and accepted by Count Stadion, upon them.

will

be strongly pressed

According to the best information I have been able to obtain upon the Subject the Austrian Armaments have already occasioned an Expenditure of about Thirty six Millions of Florins what the result of them may be is another question, but I must admit that they could not have been carried on upon a more extensive and a more formidable Scale, and with greater Activity had that sum ;

been previously placed in their Bank.

From

Sir

ARTHUR PAGET

to

Lord MULGKAVE. VIENNA, 2gth August

[No. 73.]

1805.

MY

LORD, I have the Honor to enclose a Reglement which was published yesterday and by which the Austrian

is declared to be upon the War Establishment. In order to avoid your Lordship an immediate Contest with the probably bad German in which this Reglement is written, I have caused a translation to be made of the essential Points contained in it, which I herewith enclose. The opening of it is in fact the most important of the whole. I happened to be in Count Cobentzl's Cabinet yesterday morning, reading some Papers, when the French Ambassador arrived in the adjoining Audience Room with this Reglement in his hand.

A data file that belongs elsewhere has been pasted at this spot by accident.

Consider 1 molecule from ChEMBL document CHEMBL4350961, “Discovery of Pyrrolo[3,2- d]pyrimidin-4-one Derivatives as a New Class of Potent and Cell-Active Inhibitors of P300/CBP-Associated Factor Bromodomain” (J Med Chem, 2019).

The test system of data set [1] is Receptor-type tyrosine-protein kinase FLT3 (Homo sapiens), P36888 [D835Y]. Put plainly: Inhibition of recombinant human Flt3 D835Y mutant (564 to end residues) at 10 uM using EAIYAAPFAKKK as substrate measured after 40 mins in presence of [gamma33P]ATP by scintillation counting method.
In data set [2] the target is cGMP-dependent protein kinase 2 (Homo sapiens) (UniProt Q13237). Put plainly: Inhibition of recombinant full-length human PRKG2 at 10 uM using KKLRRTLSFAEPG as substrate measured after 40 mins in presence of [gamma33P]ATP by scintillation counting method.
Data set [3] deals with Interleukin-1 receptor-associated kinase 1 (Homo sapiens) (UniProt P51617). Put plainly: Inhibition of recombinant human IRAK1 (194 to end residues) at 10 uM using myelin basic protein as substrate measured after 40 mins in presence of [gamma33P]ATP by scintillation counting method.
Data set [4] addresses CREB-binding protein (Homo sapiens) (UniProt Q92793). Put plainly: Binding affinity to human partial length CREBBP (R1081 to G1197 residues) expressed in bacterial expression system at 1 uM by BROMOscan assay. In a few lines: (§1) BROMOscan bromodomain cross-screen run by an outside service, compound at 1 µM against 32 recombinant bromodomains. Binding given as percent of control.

Army

The Interview, though very short, boisterous one.

was

I fancy rather a

M. de la Rochefoucauld alluding to the Reglement began by saying, as" Count Cobentzl informed me immeVous voulez done la Guerre, eh bien diately afterwards, vous 1'aurez." The conversation did not in other respects appear to be very novel.

From Lord MULGRAVE

to Sir A.

PAGET.

DOWNING STREET, August SIR,

30, 1805.

The negotiations which have hitherto taken

place

having passed entirely through the Medium of St. Petersburgh, without any direct Communication between this Court and that of Vienna, it has not been possible to

VIENNA, make

1805

207

you any detailed Communications which might be applied to any effectual purpose at Vienna. The State of Affairs is however at this period come to such a crisis, to